There’s a lot of controversy that surrounds the herbicide Roundup. Even just posting one or two sentences on social media can get you a ticker tape list of comments ranging from “Take it off the market!” to Roundup’s Internet trolls exclaiming “Bold face lies!”. If you’re not sure about whether Roundup is safe or not, keep reading.
What is Agent Orange?
Fifty-six years ago, the United States began spraying millions of gallons of Agent Orange in the fields of Vietnam as a part of a meticulous strategy to end this volatile war. How is this linked to Roundup? Because the same company that produced Agent Orange is the same company that makes today’s Roundup: Monsanto.
Agent Orange (named for the orange stripes that were painted on the barrels) was the strongest and most commonly used herbicide employed to destroy food crops and decimate forest cover. 13 million gallons of 2,3,7,8-tetrachlorodibenzo-p-dioxin, commonly called TCDD – a type of dioxin – was dumped onto Vietnam. The problem with dioxins is that they can last for years in the environment and have been known to cause cancer and birth defects.
A class action lawsuit was filed in 1979 representing the 2.4 million military personnel who were exposed to Agent Orange during the Vietnam War. $180 million was awarded to these veterans or their family members in an out-of-court-settlement in 1984. Additionally, even 20 years after the war, Vietnamese citizens who were exposed to this toxic chemical have reported suffering from pain in the eyes and skin, gastrointestinal complications, incessant fatigue and a high percentage of birth defects in their children.
Agent Orange and Roundup
Roundup’s main ingredient is glyphosate and is considered to be the second generation of Agent Orange. More than 300 million pounds of glyphosate is used in just the United States per year and is considered to be the most widely used herbicide in the world. Glyphosate has been found in approximately 70% of rainfall samples and in the majority of rivers, streams and ditches in 38 states. It’s used on almost all of U.S. corn, soy and cotton crops, so chances are that you are either consuming or coming into contact with this chemical on a regular basis.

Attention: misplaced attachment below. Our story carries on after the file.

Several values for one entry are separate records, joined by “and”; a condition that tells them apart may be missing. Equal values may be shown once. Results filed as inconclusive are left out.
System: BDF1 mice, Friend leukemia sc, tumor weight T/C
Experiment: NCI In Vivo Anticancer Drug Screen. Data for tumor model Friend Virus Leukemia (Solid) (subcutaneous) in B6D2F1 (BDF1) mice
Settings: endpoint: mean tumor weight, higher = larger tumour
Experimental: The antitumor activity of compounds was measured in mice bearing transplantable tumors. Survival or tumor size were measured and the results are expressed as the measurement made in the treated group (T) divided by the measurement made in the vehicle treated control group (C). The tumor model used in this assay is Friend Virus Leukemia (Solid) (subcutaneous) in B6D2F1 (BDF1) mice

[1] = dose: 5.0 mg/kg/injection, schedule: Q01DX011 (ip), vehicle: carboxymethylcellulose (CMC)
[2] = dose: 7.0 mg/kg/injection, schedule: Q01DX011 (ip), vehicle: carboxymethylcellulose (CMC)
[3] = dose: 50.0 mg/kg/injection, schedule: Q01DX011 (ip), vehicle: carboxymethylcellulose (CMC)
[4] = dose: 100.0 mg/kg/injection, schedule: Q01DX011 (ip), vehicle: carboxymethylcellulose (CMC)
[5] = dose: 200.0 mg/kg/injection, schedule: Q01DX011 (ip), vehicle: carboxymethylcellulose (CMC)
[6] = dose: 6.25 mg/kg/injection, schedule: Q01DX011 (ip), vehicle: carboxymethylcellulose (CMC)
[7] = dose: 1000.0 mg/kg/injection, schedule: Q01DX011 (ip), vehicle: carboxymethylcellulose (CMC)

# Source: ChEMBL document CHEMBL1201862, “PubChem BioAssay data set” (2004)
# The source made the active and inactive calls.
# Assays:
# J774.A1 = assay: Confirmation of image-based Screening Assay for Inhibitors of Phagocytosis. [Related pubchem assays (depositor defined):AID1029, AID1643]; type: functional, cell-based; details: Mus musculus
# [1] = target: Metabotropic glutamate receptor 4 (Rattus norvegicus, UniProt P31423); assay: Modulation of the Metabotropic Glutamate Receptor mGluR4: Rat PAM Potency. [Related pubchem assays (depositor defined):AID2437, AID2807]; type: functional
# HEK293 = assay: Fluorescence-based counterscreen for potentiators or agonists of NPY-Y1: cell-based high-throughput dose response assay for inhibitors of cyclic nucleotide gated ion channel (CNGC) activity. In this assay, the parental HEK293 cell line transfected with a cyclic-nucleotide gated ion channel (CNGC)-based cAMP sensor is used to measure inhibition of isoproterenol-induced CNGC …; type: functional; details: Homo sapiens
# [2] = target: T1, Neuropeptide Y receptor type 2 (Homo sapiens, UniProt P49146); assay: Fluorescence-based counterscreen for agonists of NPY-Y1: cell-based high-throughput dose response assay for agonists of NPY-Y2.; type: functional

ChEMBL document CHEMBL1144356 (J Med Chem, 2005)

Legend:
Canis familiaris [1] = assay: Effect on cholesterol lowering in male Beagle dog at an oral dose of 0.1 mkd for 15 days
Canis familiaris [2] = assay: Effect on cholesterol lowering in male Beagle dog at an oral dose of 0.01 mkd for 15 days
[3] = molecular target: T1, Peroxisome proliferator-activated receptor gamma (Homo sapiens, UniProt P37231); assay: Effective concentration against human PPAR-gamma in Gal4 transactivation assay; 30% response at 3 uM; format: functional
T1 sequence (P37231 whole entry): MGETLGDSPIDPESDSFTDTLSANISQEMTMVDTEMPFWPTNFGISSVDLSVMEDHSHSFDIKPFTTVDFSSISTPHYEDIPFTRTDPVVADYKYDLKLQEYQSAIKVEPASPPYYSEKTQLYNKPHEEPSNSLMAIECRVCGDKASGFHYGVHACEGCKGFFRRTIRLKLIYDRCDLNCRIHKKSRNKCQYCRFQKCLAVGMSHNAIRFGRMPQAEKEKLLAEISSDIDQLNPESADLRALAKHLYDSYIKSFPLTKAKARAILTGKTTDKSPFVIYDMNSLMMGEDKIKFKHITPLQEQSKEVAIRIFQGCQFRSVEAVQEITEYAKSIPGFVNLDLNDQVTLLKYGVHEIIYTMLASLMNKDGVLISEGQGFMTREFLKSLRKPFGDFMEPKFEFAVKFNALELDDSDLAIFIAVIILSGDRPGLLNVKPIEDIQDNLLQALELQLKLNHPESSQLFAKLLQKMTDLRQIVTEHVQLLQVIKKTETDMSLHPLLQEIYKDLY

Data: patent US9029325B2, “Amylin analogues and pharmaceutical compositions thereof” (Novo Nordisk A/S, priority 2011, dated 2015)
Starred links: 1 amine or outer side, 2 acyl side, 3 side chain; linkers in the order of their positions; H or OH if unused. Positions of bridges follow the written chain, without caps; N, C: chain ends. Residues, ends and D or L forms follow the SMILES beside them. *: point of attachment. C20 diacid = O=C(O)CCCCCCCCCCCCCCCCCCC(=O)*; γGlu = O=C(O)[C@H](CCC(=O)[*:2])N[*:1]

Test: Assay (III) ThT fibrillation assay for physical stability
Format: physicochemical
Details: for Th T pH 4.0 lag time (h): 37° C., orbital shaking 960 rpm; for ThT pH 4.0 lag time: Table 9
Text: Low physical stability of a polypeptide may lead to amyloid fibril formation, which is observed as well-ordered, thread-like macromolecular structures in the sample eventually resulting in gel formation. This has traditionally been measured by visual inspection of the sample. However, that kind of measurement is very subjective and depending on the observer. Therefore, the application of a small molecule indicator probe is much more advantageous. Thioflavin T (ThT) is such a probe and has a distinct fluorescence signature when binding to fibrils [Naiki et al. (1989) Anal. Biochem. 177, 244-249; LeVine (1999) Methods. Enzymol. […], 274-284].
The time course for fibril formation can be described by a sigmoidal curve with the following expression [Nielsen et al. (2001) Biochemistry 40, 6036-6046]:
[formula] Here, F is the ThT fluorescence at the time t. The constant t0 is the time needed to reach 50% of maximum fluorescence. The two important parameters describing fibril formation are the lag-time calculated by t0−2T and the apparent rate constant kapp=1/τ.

Countless studies have shown that glyphosate is in farmworkers’ blood and urine, there has been chromosomal damage in cells, continuous exposure can cause an increased risk of non-Hodgkin lymphoma (type of cancer affecting the lymphatic system), and it has led to tumor formation in some animals. In fact, in 2012 a team of French researchers discovered that rats who were given large amounts of Monsanto’s genetically modified (GM) corn or who were exposed to Roundup suffered from tumor growth and organ damage. Of those studied, 50% of males and 70% of females died prematurely (as opposed to 30% and 20% in the control group).
Is Roundup the new Agent Orange? It destroys foliage, causes long term environmental damage and poses a health risk to those who are exposed to it. While Roundup’s consequences may be more subtle, it apparently shares the same dangerous aftermath as Agent Orange… so what do you think?